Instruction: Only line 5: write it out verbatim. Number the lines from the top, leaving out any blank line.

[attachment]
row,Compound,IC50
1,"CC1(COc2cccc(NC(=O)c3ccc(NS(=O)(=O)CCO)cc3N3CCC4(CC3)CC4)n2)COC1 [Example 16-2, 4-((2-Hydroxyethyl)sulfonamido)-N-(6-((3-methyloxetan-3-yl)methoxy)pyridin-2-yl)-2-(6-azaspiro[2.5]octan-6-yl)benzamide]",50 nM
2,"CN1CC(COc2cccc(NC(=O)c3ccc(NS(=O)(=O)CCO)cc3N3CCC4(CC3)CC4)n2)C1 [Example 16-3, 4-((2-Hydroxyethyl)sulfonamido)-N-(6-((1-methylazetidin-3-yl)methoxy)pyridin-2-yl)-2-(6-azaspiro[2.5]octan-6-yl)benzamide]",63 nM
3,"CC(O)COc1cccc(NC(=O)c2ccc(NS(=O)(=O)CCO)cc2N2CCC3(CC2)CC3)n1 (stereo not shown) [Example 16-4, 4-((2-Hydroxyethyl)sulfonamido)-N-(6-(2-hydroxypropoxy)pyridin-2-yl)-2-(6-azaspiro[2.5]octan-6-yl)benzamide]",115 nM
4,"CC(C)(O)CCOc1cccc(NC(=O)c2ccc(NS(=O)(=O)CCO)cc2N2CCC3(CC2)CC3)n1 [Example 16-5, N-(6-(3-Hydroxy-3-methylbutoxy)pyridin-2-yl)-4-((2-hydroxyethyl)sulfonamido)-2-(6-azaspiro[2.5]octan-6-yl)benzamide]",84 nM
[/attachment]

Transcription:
4,"CC(C)(O)CCOc1cccc(NC(=O)c2ccc(NS(=O)(=O)CCO)cc2N2CCC3(CC2)CC3)n1 [Example 16-5, N-(6-(3-Hydroxy-3-methylbutoxy)pyridin-2-yl)-4-((2-hydroxyethyl)sulfonamido)-2-(6-azaspiro[2.5]octan-6-yl)benzamide]",84 nM